Naval warfare: The bill provides money to buy nine ships, though some argue it’s only eight because the LPD-17 was already procured. The total comes to roughly $21.35 billion, or $1.44 billion more than the president’s request, but less than the House bill.
The ships include one attack submarine (one less than the House bill but a match to what the administration requested), a Constellation-class frigate, two destroyers, and two towing and salvage ships.
The Senate bill also calls for nine P-8A Poseidon maritime patrol aircraft and four E-2D Advanced Hawkeyes, as well as 24 F/A-18 Super Hornet fighters.
5G technology: The bill fully funded the Pentagon’s $449 million budget request for defensewide 5G projects, $19 million more than the House. In their budget justification, House appropriators cited “historical underexecution” for its $430 million recommended allocation. The Pentagon is working with industry on multiple ongoing 5G experiments that are underway at military bases across the country. The department recently awarded $600 million in contracts for the effort.
Satellites: The bill also adds to frustrations expressed by members of the House at how a new constellation of hypersonic weapon-tracking satellites will be funded. While technically a Missile Defense Agency program, former Under Secretary of Defense for Research and Engineering Mike Griffin pushed for the Hypersonic Ballistic Tracking Space Sensor, or HBTSS, to be funded through the Space Development Agency.
Leaders of both agencies have insisted that the program remains under MDA’s ownership, but legislators have expressed concern over the arrangement and the low level of funding set aside for it. No money was set aside for HBTSS in MDA’s budget, while the Space Development Agency’s budget included $20 million for the critical sensor.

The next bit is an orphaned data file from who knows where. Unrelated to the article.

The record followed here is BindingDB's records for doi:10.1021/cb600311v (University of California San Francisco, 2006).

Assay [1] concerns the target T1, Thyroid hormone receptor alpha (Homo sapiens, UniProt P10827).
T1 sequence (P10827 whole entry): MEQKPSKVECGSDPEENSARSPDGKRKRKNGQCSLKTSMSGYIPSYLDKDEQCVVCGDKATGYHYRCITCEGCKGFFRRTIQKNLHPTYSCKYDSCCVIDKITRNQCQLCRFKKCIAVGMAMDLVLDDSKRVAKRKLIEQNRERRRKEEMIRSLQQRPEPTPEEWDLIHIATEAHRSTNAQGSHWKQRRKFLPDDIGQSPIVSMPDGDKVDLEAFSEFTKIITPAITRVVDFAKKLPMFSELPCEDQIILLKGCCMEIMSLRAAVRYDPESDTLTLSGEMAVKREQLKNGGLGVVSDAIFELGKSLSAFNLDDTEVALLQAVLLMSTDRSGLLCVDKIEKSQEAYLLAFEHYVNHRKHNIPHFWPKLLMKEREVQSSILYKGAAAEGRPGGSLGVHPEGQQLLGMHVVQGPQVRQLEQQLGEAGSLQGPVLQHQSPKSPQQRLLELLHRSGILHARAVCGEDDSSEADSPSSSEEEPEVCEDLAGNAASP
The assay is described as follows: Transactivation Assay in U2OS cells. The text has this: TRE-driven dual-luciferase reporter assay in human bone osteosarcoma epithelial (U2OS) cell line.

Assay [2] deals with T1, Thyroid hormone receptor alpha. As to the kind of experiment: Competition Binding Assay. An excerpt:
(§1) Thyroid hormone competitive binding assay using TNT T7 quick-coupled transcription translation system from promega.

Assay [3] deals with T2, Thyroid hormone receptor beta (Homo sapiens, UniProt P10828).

In June, the House Armed Services Committee’s' strategic forces subpanel threatened to transfer MDA away from the undersecretary of defense for research and engineering, placing it instead under the undersecretary of defense for acquisition and sustainment. While the Senate bill doesn’t go that far, it does add an additional $140 million in unrequested funding for HBTSS, including a $20 million transfer from the Space Development Agency. Furthermore, senators demanded the agencies report on their acquisition strategy for HBTSS and fully fund the program in their future budget proposals.
Joe Gould is the senior Pentagon reporter for Defense News, covering the intersection of national security policy, politics and the defense industry. He served previously as Congress reporter.
Valerie Insinna is Defense News' air warfare reporter. She previously worked the Navy/congressional beats for Defense Daily, which followed almost three years as a staff writer for National Defense Magazine. Prior to that, she worked as an editorial assistant for the Tokyo Shimbun’s Washington bureau.
David B. Larter was the naval warfare reporter for Defense News.
Andrew Eversden covers all things defense technology for C4ISRNET. He previously reported on federal IT and cybersecurity for Federal Times and Fifth Domain, and worked as a congressional reporting fellow for the Texas Tribune. He was also a Washington intern for the Durango Herald. Andrew is a graduate of American University.
Nathan Strout covers space, unmanned and intelligence systems for C4ISRNET.